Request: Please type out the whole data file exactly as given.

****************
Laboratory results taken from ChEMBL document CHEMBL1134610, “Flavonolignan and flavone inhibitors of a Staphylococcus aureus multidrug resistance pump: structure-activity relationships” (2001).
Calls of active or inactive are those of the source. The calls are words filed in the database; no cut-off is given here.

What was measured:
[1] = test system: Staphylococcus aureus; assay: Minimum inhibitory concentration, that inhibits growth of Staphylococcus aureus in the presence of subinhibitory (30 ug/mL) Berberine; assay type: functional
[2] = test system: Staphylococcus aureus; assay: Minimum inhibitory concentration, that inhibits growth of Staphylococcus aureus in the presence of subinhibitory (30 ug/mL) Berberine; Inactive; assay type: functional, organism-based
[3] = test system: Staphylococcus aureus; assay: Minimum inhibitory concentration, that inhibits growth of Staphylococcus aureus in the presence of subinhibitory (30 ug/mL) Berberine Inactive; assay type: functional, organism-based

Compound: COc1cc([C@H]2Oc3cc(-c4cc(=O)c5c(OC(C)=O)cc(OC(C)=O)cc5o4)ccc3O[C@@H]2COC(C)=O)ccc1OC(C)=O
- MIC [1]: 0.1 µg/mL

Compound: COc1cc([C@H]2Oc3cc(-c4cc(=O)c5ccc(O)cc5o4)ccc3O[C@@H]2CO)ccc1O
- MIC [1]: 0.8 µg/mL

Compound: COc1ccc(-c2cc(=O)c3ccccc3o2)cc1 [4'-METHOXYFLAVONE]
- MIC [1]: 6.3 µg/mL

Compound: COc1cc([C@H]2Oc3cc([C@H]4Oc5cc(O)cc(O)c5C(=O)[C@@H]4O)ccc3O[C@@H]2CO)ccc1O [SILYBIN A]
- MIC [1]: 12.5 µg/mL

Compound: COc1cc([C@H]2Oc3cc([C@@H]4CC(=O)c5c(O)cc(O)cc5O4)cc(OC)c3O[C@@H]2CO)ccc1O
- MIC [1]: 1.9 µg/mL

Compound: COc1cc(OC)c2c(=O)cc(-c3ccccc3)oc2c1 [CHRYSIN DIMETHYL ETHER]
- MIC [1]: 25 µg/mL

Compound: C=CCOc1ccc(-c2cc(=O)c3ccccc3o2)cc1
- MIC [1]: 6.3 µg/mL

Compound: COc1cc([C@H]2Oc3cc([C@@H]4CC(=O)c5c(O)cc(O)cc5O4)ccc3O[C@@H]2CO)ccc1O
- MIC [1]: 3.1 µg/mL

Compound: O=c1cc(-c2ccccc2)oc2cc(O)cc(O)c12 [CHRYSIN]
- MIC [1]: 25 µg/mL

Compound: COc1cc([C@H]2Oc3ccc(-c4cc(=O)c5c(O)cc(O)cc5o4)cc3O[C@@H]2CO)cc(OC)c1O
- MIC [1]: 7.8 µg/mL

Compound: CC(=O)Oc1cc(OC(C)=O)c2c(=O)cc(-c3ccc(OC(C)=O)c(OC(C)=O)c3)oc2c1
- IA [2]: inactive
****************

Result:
Laboratory results taken from ChEMBL document CHEMBL1134610, “Flavonolignan and flavone inhibitors of a Staphylococcus aureus multidrug resistance pump: structure-activity relationships” (2001).
Calls of active or inactive are those of the source. The calls are words filed in the database; no cut-off is given here.

What was measured:
[1] = test system: Staphylococcus aureus; assay: Minimum inhibitory concentration, that inhibits growth of Staphylococcus aureus in the presence of subinhibitory (30 ug/mL) Berberine; assay type: functional
[2] = test system: Staphylococcus aureus; assay: Minimum inhibitory concentration, that inhibits growth of Staphylococcus aureus in the presence of subinhibitory (30 ug/mL) Berberine; Inactive; assay type: functional, organism-based
[3] = test system: Staphylococcus aureus; assay: Minimum inhibitory concentration, that inhibits growth of Staphylococcus aureus in the presence of subinhibitory (30 ug/mL) Berberine Inactive; assay type: functional, organism-based

Compound: COc1cc([C@H]2Oc3cc(-c4cc(=O)c5c(OC(C)=O)cc(OC(C)=O)cc5o4)ccc3O[C@@H]2COC(C)=O)ccc1OC(C)=O
- MIC [1]: 0.1 µg/mL

Compound: COc1cc([C@H]2Oc3cc(-c4cc(=O)c5ccc(O)cc5o4)ccc3O[C@@H]2CO)ccc1O
- MIC [1]: 0.8 µg/mL

Compound: COc1ccc(-c2cc(=O)c3ccccc3o2)cc1 [4'-METHOXYFLAVONE]
- MIC [1]: 6.3 µg/mL

Compound: COc1cc([C@H]2Oc3cc([C@H]4Oc5cc(O)cc(O)c5C(=O)[C@@H]4O)ccc3O[C@@H]2CO)ccc1O [SILYBIN A]
- MIC [1]: 12.5 µg/mL

Compound: COc1cc([C@H]2Oc3cc([C@@H]4CC(=O)c5c(O)cc(O)cc5O4)cc(OC)c3O[C@@H]2CO)ccc1O
- MIC [1]: 1.9 µg/mL

Compound: COc1cc(OC)c2c(=O)cc(-c3ccccc3)oc2c1 [CHRYSIN DIMETHYL ETHER]
- MIC [1]: 25 µg/mL

Compound: C=CCOc1ccc(-c2cc(=O)c3ccccc3o2)cc1
- MIC [1]: 6.3 µg/mL

Compound: COc1cc([C@H]2Oc3cc([C@@H]4CC(=O)c5c(O)cc(O)cc5O4)ccc3O[C@@H]2CO)ccc1O
- MIC [1]: 3.1 µg/mL

Compound: O=c1cc(-c2ccccc2)oc2cc(O)cc(O)c12 [CHRYSIN]
- MIC [1]: 25 µg/mL

Compound: COc1cc([C@H]2Oc3ccc(-c4cc(=O)c5c(O)cc(O)cc5o4)cc3O[C@@H]2CO)cc(OC)c1O
- MIC [1]: 7.8 µg/mL

Compound: CC(=O)Oc1cc(OC(C)=O)c2c(=O)cc(-c3ccc(OC(C)=O)c(OC(C)=O)c3)oc2c1
- IA [2]: inactive